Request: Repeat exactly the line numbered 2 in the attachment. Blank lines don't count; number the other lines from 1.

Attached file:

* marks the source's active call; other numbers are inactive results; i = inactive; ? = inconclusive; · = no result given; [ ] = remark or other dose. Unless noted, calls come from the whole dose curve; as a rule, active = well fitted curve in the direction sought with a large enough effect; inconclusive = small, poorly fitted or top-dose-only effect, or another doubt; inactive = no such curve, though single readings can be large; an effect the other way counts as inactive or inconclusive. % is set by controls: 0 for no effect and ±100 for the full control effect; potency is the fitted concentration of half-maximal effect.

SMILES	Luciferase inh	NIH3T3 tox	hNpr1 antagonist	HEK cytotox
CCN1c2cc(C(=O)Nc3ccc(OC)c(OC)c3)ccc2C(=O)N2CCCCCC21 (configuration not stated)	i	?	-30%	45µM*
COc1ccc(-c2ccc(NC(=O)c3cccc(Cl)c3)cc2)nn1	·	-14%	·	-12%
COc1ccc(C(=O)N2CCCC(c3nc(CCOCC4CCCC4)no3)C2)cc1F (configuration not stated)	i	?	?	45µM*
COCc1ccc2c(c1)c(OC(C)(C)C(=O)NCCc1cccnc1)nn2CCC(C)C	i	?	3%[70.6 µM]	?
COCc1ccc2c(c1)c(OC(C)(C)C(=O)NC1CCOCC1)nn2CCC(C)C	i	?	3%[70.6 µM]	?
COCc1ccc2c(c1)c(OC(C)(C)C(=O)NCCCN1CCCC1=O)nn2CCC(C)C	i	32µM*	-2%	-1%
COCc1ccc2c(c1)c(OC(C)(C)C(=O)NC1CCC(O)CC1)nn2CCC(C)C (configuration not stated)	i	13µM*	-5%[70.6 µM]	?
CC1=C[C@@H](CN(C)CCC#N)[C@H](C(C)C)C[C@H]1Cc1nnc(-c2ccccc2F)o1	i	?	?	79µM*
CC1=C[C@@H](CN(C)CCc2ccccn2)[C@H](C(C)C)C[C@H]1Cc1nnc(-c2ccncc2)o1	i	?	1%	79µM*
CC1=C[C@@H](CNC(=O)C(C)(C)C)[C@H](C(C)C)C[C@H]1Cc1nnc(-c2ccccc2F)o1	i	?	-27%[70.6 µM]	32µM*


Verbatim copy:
SMILES	Luciferase inh	NIH3T3 tox	hNpr1 antagonist	HEK cytotox